1959 One Minute Story The secret story behind the Nikon F

The one and only industrial design by Yusaku Kamekura

Autumn of 1956... The development of Nikon's first SLR camera, the Nikon F, has begun.

The body design was to be jointly created employing a graphic designer and Yusaku Kamekura was selected. As an expert of graphic design, he created Nikon's logos.

The development of the Nikon F was kept a closely guarded secret even within Nikon. In a tiny room of the Nikon factory, Mr. Kamekura and Masahiko Fuketa (later vice president of Nippon Kogaku K.K.), the leader of the Design Section, were working hard in conditions of strict secrecy.

Kamekura: I don't feel comfortable about my design being assessed.

Fuketa: Don't worry. I didn't tell any executives about it.

A sketch drawn by Mr. Kamekura, at an early stage of the Nikon F's development.

Kamekura: The design direction is decided. To make a clear distinction from conventional cameras, I want to use a straight line design.

Mr. Fuketa brought a prototype model to the hidden room and showed it to Mr. Kamekura.

Fuketa: How about this?

Kamekura: Can you do something about this part?

Fuketa: Impossible. There are internal functions there.

Kamekura: SLR cameras feature pentaprisms. Let's utilize them.

Since manufacturing the pentaprism cover was so difficult, there were a succession of failures and when they tried to utilize Kamekura's design, holes appeared in it.

Mr. Fuketa was at a loss.
The pentaprism cover of the Nikon F

Fuketa: Couldn't you cut the top off of the triangular part?

Kamekura: Definitely not. It wouldn't look good.

After repeating several trial manufactures...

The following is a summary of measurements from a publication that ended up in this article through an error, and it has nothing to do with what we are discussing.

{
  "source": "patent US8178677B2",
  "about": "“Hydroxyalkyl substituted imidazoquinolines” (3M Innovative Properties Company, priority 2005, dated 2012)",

...in June 1959, the Nikon F which was later hailed as a 'masterpiece' and admired by so many people, was marketed.

Because of its pyramid-shaped viewfinder design, there was some negative feedback as it reminded Japanese people of the triangular headband worn by ghosts in their folklore, but it was very highly evaluated in the U.S.A.

How nice !

Nikon F

The one and only industrial design that world-renowned graphic designer Kamekura worked on was this immensely popular Nikon F camera.

The design that transformed a photographer's feelings

It is often remarked that the functions and ambience of the Nikon F camera design, especially the sharp body form based on straight lines topped by the pyramid-shaped viewfinder, influenced the photographer's feelings. The Nikon F camera was designed pursuing a straight line exterior even though the mainstream of camera design favored somewhat rounded shapes at that time. This directly appears on the triangular pentaprism cover, with its sharp-pointed form that other cameras do not have and that became the representative key element of the Nikon F camera. Magazine advertisements created for the U.S. market even used close-ups of the pentaprism cover. The Nikon F, with its beautiful shape including F mark engravings, surged in popularity, then became the first Nikon product to be presented with a Good Design Award by the Ministry of International Trade and Industry in Japan.

Poster emphasizing the camera's silhouette
From left to right; Nikon F leaflet, manual, and brochure

The relationship between Yusaku Kamekura and Nikon

Yusaku Kamekura was first introduced to Nippon Kogaku by photographer Ken Domon in 1944. His first record of working with the company was an entry in the 1953 Nikkor Club Almanac. He went on to design various types of media for Nikon, including posters, brochures, manuals, product packages, calendars and neon signs, many of which were disseminated worldwide.
He also designed Nikon's logos.
Based on the logo that first appeared in 1956, the design was improved by Kamekura in 1968 and then officially adopted. When the company was renamed in 1988, he again updated the logo. The changes are almost imperceptible at a glance, but the tilt of the letters was slightly altered. The brand symbol used since 2003 is based on the logotype brand symbol created in 1988, with additional design elements representing light.
He also worked with many other companies and created various works including logo designs for the Tokyo Olympics in 1964 and the Good Design Award, a poster for EXPO'70, product design and company brand symbols. His impressive body of work for Nikon spanning most of his life can be considered the pinnacle achievement of his career.

Successive brand symbols that Kamekura designed.
Yusaku Kamekura (1915-1997)